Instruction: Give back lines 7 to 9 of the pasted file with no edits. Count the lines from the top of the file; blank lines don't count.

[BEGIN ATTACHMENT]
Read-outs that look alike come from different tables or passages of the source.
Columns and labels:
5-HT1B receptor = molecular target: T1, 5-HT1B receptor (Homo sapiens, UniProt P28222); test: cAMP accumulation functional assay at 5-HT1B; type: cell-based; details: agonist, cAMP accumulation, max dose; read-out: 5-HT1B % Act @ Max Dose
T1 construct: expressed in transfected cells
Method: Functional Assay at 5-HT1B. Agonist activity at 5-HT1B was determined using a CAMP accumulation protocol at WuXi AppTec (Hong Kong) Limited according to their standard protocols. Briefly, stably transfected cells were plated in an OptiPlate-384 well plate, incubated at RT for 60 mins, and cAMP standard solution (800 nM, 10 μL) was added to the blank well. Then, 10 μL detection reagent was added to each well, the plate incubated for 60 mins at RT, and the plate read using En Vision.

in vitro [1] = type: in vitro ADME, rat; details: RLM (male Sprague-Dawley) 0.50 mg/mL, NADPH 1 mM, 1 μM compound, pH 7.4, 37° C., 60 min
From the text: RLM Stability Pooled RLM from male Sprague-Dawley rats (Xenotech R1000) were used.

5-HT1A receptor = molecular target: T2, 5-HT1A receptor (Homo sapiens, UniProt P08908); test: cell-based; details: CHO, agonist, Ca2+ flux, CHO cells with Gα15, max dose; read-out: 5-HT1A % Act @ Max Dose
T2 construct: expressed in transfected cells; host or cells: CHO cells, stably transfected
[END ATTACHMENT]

From the text: RLM Stability Pooled RLM from male Sprague-Dawley rats (Xenotech R1000) were used.

5-HT1A receptor = molecular target: T2, 5-HT1A receptor (Homo sapiens, UniProt P08908); test: cell-based; details: CHO, agonist, Ca2+ flux, CHO cells with Gα15, max dose; read-out: 5-HT1A % Act @ Max Dose
T2 construct: expressed in transfected cells; host or cells: CHO cells, stably transfected